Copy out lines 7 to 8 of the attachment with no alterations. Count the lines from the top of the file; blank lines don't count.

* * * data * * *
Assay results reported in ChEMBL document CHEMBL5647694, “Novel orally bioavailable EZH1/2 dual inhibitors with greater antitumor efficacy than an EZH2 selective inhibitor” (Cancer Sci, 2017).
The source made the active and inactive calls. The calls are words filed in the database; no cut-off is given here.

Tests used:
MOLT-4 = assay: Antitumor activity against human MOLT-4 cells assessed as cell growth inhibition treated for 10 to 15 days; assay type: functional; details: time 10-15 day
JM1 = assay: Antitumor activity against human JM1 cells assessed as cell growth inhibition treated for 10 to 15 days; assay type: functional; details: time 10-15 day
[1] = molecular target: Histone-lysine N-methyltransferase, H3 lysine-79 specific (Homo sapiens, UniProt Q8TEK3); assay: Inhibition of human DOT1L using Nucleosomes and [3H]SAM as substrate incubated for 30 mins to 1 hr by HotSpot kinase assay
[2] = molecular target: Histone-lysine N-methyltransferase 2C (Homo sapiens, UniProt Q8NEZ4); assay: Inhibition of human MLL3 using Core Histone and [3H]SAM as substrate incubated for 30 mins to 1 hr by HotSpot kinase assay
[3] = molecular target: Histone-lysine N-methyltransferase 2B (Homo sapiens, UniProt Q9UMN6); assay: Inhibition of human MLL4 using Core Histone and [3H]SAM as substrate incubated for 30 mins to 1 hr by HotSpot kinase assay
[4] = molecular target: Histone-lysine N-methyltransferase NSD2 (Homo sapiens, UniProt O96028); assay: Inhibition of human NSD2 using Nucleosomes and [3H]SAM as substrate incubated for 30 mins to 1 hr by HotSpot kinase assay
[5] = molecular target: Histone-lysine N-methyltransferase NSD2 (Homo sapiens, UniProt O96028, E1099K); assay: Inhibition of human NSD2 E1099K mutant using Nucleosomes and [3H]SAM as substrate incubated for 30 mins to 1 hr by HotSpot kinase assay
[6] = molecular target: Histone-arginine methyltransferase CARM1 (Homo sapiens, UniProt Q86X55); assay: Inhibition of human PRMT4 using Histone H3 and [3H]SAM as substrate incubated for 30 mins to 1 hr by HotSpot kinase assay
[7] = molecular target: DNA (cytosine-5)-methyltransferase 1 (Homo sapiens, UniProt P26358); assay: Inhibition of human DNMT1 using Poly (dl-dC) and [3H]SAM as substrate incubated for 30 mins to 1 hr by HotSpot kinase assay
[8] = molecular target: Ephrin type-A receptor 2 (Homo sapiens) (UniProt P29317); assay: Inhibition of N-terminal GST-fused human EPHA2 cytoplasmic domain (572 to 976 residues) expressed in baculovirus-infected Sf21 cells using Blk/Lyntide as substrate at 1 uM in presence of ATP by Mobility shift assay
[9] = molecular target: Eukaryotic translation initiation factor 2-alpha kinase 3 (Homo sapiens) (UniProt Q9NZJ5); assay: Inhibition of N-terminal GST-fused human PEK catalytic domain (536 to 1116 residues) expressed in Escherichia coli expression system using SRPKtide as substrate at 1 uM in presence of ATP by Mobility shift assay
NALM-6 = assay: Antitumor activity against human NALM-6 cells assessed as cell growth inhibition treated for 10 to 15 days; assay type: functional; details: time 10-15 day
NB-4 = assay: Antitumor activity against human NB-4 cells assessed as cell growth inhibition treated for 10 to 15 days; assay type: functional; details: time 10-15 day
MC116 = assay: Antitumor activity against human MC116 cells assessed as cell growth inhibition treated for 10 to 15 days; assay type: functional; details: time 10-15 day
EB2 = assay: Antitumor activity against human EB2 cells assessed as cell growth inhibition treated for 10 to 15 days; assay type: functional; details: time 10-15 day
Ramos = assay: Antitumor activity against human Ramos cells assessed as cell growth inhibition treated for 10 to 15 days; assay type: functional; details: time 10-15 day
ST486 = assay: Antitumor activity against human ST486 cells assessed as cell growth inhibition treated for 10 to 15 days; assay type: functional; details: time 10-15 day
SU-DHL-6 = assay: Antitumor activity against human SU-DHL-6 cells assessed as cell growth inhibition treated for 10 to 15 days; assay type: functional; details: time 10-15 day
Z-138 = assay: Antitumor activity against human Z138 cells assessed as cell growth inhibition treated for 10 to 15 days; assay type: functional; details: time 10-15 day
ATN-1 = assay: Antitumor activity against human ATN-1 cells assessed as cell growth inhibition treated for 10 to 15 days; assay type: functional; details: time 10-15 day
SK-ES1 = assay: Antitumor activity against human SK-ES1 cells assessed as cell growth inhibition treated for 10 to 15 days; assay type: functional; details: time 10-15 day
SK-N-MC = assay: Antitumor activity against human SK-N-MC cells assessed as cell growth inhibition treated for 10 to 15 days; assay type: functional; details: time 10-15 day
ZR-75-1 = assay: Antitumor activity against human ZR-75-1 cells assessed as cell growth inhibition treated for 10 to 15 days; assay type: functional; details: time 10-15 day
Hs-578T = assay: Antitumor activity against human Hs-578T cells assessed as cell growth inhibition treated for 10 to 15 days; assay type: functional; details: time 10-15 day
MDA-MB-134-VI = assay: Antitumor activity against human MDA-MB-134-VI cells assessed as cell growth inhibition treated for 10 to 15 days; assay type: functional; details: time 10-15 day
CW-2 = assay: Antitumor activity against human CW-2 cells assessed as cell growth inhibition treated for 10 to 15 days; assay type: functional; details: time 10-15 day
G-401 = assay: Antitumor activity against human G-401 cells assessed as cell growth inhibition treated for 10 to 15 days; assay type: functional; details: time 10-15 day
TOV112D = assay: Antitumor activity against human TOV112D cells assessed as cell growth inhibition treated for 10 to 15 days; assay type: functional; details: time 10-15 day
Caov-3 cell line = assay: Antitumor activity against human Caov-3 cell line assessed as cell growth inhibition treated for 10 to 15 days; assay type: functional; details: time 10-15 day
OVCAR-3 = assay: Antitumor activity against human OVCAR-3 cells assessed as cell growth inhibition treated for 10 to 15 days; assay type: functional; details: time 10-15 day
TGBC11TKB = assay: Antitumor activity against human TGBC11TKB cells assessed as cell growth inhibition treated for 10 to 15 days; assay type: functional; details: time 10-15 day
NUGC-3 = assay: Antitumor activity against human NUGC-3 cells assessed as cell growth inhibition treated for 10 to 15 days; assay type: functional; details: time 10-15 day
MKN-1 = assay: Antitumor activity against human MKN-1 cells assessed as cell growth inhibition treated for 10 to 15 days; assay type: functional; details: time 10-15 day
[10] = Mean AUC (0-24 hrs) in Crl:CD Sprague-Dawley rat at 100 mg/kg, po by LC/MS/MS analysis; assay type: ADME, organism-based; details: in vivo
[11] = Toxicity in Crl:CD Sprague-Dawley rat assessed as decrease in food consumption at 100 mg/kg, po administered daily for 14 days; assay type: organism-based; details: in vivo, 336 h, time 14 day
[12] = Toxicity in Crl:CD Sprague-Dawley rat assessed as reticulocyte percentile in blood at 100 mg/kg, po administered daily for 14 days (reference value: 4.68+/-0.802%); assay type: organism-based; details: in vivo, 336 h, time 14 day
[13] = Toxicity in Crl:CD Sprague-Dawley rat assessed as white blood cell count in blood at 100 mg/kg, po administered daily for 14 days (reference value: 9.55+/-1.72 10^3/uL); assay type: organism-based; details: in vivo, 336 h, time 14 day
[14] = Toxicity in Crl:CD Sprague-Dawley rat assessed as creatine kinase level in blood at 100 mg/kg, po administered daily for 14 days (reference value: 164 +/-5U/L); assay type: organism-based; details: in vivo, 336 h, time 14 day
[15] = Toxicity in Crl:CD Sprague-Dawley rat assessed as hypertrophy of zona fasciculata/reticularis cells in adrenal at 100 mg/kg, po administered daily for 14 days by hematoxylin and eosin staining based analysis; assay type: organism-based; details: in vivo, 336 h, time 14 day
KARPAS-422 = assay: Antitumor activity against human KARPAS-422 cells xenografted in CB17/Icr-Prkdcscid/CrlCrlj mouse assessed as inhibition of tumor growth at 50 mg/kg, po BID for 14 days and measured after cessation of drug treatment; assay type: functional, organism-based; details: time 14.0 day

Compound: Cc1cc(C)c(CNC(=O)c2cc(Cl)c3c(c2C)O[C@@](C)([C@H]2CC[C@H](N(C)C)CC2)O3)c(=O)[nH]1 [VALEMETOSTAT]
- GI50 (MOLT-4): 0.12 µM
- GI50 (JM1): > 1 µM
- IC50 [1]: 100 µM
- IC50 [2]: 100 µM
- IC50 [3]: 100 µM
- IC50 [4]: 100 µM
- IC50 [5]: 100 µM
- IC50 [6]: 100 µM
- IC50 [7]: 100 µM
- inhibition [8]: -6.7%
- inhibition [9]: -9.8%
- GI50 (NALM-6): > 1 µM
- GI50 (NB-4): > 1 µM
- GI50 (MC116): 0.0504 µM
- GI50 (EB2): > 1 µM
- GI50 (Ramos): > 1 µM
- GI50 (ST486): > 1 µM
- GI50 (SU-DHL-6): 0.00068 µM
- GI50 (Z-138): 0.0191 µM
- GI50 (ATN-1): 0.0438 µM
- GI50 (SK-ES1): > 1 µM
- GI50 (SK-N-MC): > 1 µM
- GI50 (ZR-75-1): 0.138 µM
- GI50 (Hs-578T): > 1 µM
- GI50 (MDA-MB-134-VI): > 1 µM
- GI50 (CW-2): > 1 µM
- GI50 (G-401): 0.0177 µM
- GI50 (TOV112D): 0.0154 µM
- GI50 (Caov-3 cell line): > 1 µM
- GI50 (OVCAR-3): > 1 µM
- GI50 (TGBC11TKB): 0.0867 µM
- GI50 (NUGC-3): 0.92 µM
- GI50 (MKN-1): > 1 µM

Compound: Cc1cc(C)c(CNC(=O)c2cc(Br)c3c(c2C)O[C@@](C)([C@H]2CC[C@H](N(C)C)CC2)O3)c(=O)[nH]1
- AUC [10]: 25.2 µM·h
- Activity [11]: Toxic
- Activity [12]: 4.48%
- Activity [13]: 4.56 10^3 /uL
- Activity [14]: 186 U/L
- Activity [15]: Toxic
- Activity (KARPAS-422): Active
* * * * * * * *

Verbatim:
[2] = molecular target: Histone-lysine N-methyltransferase 2C (Homo sapiens, UniProt Q8NEZ4); assay: Inhibition of human MLL3 using Core Histone and [3H]SAM as substrate incubated for 30 mins to 1 hr by HotSpot kinase assay
[3] = molecular target: Histone-lysine N-methyltransferase 2B (Homo sapiens, UniProt Q9UMN6); assay: Inhibition of human MLL4 using Core Histone and [3H]SAM as substrate incubated for 30 mins to 1 hr by HotSpot kinase assay